Search Images Maps Play YouTube News Gmail Drive More »
Sign in
Screen reader users: click this link for accessible mode. Accessible mode has the same essential features but works better with your reader.


  1. Advanced Patent Search
Publication numberUS1555438 A
Publication typeGrant
Publication dateSep 29, 1925
Filing dateMay 10, 1923
Priority dateMay 10, 1923
Publication numberUS 1555438 A, US 1555438A, US-A-1555438, US1555438 A, US1555438A
InventorsSato Junjiro
Original AssigneeSato Junjiro
Export CitationBiBTeX, EndNote, RefMan
External Links: USPTO, USPTO Assignment, Espacenet
Battery element
US 1555438 A
Previous page
Next page
Description  (OCR text may contain errors)

Patented Sept. 29, 1925.



Ho Drawing.

To all whom it my comm:

Be it known that I, JUNJIRo SATO, a subject of Japan, resident of Highland Park, in the county of Wayne and State of Michigan, have invented certain new and useful Improvements in Battery Elements, of which the following is a specification.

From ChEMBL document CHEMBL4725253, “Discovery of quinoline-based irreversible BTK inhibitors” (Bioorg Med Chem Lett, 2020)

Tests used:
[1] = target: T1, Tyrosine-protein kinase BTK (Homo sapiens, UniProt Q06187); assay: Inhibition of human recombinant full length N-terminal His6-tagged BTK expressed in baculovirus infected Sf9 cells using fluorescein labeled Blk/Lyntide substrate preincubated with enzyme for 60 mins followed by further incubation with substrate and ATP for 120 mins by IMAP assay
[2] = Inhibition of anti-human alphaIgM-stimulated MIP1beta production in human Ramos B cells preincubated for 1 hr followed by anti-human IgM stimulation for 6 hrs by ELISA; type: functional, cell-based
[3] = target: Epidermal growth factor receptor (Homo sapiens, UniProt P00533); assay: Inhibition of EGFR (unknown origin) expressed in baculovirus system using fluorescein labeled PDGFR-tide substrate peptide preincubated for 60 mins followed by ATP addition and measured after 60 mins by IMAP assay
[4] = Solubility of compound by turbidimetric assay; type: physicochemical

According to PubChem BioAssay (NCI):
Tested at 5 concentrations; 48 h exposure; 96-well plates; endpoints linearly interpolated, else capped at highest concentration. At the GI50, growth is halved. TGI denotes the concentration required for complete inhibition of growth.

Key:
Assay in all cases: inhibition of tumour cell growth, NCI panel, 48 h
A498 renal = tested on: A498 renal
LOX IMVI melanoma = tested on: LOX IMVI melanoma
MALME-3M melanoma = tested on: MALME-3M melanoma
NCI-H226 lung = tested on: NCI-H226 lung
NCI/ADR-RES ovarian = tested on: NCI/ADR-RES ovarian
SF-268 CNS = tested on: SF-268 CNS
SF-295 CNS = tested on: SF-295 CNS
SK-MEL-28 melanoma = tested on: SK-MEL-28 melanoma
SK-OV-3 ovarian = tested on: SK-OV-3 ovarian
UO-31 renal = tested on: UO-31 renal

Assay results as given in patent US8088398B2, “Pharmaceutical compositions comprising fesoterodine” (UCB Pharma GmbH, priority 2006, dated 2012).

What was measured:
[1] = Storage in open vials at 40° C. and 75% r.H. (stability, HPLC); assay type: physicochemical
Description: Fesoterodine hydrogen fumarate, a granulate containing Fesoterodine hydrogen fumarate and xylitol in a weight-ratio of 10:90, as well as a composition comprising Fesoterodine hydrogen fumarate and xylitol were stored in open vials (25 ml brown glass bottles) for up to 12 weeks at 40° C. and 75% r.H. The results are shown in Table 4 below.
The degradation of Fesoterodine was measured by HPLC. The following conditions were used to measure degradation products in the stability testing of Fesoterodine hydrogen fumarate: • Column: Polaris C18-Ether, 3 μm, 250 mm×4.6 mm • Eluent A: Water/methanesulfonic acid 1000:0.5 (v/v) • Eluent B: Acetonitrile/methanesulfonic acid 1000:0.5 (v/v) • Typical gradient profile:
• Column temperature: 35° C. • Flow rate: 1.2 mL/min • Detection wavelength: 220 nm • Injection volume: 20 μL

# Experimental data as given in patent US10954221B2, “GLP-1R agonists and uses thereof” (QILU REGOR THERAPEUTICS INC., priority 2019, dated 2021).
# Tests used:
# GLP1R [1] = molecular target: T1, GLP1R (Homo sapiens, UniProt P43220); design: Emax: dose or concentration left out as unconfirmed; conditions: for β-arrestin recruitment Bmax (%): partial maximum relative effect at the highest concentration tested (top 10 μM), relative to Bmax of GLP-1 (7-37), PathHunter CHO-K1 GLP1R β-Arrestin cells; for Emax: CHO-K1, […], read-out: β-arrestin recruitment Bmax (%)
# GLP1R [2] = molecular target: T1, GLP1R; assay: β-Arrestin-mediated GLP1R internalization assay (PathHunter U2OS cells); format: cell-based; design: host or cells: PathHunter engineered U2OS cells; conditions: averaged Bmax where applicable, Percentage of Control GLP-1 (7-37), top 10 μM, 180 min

This invention relates to a storage battery and has for-its object to (provide-com 1- tions for the positive an negative p ates which will adhere firmly to the supporting grids at a higher degree of acidity than is feasible with compositions at present in use, whereby the strength of the electrol to used while charging may be less than t at now customarily used. By the use of the compositions herein described, the acidity may be more uniformly distributed throughout the cell and the'damage caused by the strong acid of the electrolyte now required will be obviated, thus giving the plates greater endurance under ordinary conditions of use.